Photo: Abbie Parr (Getty)

Here we are, again: Dwight Howard is switching teams for the fourth straight offseason. After failing to live up to expectations as a franchise cornerstone with the Rockets, flopping as a hometown hero with the Hawks, and failing to make an impact as a veteran leader with the Hornets (lol), Howard has arrived at the bleakest stage of his career. The Hornets traded Howard to the Nets today in exchange for Timofey Mozgov and a pair of second-round picks. The way that Woj frames the trade says it all. The value of Howard in the 2018-19 season is not so much because of what “Dwight Howard: Basketball Player” can do, but rather what “Dwight Howard: Contract Figure” is worth.

Howard is in the final year of a three-year, $70.5 million contract he signed with the Hawks in 2016, while Mozgov has two seasons left on a disastrous four-year, $64 million he signed with the Lakers that same offseason. The Nets are probably not going to make the playoffs next year, so Howard’s main contribution to the team will be leaving it sooner than Mozgov would have and thus allowing the Nets to sign better players next summer. It’s not that Howard has completely stopped being an unproductive player, either. On the court last year, Howard had his best season since his final All-Star campaign in 2013-14, averaging 16.6 points, 12.5 boards, and a block and a half. He can still put up numbers. It just doesn’t matter.

For one, he is increasingly out of step with the direction of the league, and in Charlotte he clogged up the middle, kept Kemba Walker and other Hornets perimeter players from getting to the rim as often, and slowed things down too much for a team that wanted to run. In Brooklyn, he should probably be backing up Jarrett Allen, since the second-year center is one of the Nets’ only promising young players and can’t play the power forward. Howard has only come off the bench once in 1,432 career games, and he refused to do so last season. It’s hard to know how the rotation will shake out in Brooklyn, but it is easy to imagine ways that Howard might object to it.

New Hornets GM Mitch Kupchak was the man who signed Mozgov to that albatross of a deal mere moments after the salary cap expanded. The deal was transparently a bad idea from the start and wound up being odious enough that getting it off their books and onto Brooklyn’s ultimately cost the Lakers D’Angelo Russell as well. But this very bad deal is apparently not as bad to the Hornets as keeping Howard in their locker room. Ironically enough, the Hornets traded for Howard one year ago today in order to distance themselves from Miles Plumlee’s very bad contract, and they’ve now taken on a worse deal to get him out the paint. The two second-round picks are nice, though it’s clear from Kupchak’s comments and the locker room mood that getting rid of Howard was a priority (this is nothing new).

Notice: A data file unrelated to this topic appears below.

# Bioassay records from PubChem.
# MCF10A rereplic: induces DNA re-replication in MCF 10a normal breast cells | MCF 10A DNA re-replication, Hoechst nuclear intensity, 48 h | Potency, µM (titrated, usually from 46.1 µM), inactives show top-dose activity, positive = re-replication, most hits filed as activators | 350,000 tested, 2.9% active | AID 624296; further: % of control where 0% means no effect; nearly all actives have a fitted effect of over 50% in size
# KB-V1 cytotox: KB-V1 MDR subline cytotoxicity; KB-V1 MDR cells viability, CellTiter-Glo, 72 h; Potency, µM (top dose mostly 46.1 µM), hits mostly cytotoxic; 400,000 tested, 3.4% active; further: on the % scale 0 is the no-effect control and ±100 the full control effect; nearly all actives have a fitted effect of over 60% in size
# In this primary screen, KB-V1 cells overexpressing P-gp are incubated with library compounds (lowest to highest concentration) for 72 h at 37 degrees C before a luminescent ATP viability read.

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The structural reasons to be optimistic about Howard’s fit with the Nets—Kenny Atkinson appears to be a good coach, Spencer Dinwiddie is really blossoming—are unfortunately outweighed by all the negatives that he represents simply by dint of being himself. Dwight Howard was always a headache, but he used to be productive enough to make up for it. Now that his back is fully calcified and he’s slowed down from “all-world” to “pretty good,” he’s just not worth it. Howard requires a specific sort of team around him to win if he’s a foundational player, and he’s no longer the superstar he was in Orlando. It was only six years ago that he tried to engineer a move to join Deron Williams in New Jersey. Now that same move is more or less a joke.

Howard has been a laughingstock for years, and was widely perceived as kind of a weird clown even when he was still one of the league’s most productive big men. The passage of time and a bad back did a number on that last part, but it’s still wild how precipitously Howard’s perceived value fallen. Even two years ago, it didn’t seem like Dwight would become a salary dump player this soon. A graceful decline was never guaranteed—he’s not that graceful a personality, for one—but Howard is a Hall of Famer, and talented enough that some sort of late-career renaissance isn’t wholly inconceivable. He went for 32 and 30 in a game just last season.

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Dwight Howard is not bad, per se, he’s just a weird dick whose preferred style of play is no longer in fashion. It’s not like Howard is going to have to retire after this deal expires, but it’s fair to say that he hasn’t really shown that he has a place as a star or perhaps even a starter in today’s NBA. The prospect of a productive Dwight Howard isn’t that far fetched, although it’s hard to see how it would happen with the Nets. But, again, it just doesn’t seem to matter much. At least he’ll have a chance to check out SpongeBob SquarePants: The Broadway Musical.